The commonest call of the Great Crested Flycatcher is a classic upslur, and like all upslurred sounds, it rises on the spectrogram from lower left to upper right:
The Sibley, National Geographic, and Audubon field guides all transliterate this sound as “wheep,” which starts with an “oo” sound (w) and changes to an “ee” sound — thus, spanning the entire range of the pitch table from bottom to top. This oo + ee combination virtually always denotes an upslurred sound, as it does in the “whit” calls of Empidonax flycatchers, the “squeet” call of Sprague’s Pipit, and the “kwit” flight call of Type 4 Red Crossbill. A look at the human voice on the spectrogram shows the reason:
Whenever the human voice pronounces a diphthong that begins low on the chart and ends high, the resulting spectrogram shows a distinct dark band that runs from lower left to upper right — in other words, an upslur. However, this dark band does not represent the pitch of the person’s voice — note that the darkness moves independently of the harmonics (the underlying horizontal lines), which change with the voice’s pitch. The dark bands are called formants, and they differentiate vowel sounds. (For a detailed explanation of spectrograms as they relate to the human voice, see this page.)
Like all downslurred sounds, the call of the Olive Warbler traces from upper left to lower right on the spectrogram:
Sibley transliterates this “teew” or “tewp,” National Geographic “phew,” and Audubon “kew.” In all cases, the vowel combination is ee + oo = “ew,” as it is in Sibley’s transcriptions of the American Robin’s “tseeew” alarm call and the “kewp” flight call of Type 2 Red Crossbill. Another classic vowel combination for downslurred sounds is ee + r = “eer,” like in the “pdeeer” call of Say’s Phoebe, the “veer” call of Veery, and the “cheer” call of Carolina Wren. As you might expect, spectrograms of the human voice saying “eer,” “eew,” and “yo” show downward-sweeping formants:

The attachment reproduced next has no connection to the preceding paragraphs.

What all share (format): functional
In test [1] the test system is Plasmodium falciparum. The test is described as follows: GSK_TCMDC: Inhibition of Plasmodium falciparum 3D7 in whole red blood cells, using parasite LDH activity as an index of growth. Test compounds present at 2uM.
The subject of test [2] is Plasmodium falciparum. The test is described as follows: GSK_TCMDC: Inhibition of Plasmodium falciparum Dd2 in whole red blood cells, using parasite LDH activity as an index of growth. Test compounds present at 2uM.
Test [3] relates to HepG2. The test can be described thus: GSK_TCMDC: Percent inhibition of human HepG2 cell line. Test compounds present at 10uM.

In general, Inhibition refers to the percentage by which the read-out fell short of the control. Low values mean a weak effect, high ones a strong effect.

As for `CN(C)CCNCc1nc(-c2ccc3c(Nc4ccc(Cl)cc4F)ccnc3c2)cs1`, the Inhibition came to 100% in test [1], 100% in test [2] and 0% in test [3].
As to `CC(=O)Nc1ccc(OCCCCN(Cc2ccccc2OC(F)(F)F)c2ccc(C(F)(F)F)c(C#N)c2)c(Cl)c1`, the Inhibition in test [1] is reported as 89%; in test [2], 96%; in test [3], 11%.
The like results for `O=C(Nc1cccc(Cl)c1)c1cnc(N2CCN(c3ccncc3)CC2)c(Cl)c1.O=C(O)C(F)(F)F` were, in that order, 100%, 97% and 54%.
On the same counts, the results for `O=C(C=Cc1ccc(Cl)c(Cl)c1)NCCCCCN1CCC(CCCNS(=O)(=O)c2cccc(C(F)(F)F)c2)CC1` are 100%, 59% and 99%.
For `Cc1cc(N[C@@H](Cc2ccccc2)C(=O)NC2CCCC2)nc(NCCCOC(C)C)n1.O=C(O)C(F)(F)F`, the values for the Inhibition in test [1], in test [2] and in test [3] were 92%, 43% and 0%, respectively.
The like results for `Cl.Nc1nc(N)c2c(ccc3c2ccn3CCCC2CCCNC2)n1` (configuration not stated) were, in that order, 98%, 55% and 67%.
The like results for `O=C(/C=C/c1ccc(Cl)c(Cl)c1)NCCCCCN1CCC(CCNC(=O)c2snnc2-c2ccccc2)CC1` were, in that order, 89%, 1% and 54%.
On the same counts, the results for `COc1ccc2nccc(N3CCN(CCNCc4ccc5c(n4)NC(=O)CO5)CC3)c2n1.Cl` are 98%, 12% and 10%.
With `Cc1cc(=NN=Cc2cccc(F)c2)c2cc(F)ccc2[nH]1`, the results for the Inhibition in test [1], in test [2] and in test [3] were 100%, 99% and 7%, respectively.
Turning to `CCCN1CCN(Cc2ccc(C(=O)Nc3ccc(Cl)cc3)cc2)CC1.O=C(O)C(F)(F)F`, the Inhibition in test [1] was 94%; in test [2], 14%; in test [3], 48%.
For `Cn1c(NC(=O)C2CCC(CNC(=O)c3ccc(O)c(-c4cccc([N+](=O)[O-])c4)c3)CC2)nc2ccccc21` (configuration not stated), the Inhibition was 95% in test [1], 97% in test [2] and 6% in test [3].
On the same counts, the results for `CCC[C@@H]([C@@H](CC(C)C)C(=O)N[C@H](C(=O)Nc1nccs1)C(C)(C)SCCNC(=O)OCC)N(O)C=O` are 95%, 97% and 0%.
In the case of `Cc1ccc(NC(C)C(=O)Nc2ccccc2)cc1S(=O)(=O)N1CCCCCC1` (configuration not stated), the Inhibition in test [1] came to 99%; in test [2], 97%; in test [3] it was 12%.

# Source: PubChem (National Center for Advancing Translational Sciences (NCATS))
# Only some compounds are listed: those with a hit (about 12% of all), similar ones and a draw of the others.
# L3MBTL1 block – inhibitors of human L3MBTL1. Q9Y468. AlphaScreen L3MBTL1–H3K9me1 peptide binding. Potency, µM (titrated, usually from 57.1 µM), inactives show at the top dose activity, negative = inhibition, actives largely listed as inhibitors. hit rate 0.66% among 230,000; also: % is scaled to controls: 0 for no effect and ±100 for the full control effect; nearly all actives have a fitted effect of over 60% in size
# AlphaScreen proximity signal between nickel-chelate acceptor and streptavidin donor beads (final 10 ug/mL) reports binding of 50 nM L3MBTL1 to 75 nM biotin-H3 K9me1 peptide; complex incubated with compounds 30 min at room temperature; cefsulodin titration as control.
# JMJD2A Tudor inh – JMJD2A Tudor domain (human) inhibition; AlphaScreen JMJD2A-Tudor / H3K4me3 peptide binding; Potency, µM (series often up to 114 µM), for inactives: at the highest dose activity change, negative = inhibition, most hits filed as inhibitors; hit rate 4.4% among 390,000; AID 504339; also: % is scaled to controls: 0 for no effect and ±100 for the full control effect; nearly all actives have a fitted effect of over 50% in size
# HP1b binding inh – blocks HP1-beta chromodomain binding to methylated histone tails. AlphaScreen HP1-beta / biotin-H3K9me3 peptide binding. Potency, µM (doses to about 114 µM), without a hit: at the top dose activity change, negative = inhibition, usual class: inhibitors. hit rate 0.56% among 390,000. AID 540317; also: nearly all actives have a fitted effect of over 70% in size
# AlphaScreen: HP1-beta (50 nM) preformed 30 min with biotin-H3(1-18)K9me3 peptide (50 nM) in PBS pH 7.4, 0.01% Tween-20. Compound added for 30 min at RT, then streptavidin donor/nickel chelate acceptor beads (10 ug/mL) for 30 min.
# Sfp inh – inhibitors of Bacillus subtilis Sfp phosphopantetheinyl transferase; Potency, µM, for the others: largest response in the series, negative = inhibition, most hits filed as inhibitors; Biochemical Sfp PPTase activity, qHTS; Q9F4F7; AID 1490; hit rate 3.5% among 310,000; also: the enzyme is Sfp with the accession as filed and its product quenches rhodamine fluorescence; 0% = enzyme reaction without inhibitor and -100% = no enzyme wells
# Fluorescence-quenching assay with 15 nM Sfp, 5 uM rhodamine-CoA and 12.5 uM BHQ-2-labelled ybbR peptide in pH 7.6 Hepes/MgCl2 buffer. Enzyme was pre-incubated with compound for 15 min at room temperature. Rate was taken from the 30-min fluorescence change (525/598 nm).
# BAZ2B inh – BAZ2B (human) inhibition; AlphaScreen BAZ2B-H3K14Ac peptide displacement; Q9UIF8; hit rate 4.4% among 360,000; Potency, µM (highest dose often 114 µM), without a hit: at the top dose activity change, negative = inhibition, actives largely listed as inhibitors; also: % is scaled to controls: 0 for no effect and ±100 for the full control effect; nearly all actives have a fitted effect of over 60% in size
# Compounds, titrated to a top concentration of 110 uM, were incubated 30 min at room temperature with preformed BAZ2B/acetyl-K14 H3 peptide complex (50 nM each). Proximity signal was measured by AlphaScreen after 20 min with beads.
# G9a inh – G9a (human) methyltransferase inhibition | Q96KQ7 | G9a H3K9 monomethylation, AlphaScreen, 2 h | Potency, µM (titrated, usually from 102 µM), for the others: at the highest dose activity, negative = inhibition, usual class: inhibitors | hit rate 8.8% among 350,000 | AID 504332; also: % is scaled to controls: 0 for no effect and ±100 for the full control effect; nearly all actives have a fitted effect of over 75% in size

The burry overslurred call of the Couch’s Kingbird can be seen three times on the spectrogram below, mixed with shorter calls:
Sibley transliterates this as “kweeeerz” and Audubon as “queer” — in both cases, the vowel combination is oo + ee + er = “weer.” National Geographic goes almost the same route, with er + ee + er = “breeeer.” Similar patterns occur in Sibley’s “hweeeeeew” for Dusky-capped Flycatcher and “urrREEErrr” of Common Pauraque. And, of course, a similar pattern can be seen in spectrograms of the human voice pronouncing these combinations:
The possibility of standardization
So far, I have merely tried to describe the way people do describe bird sounds, not the way that they should do it. However, it may be possible to go one step further and create a standardized system by which transcriptions could communicate the basic properties of a sound to any audience unambiguously, and two people hearing the same sound would transcribe it the same way. Much more work would need to be done, particularly on consonants, but it might be well worth doing. I expect to explore some of the possibilities in future posts.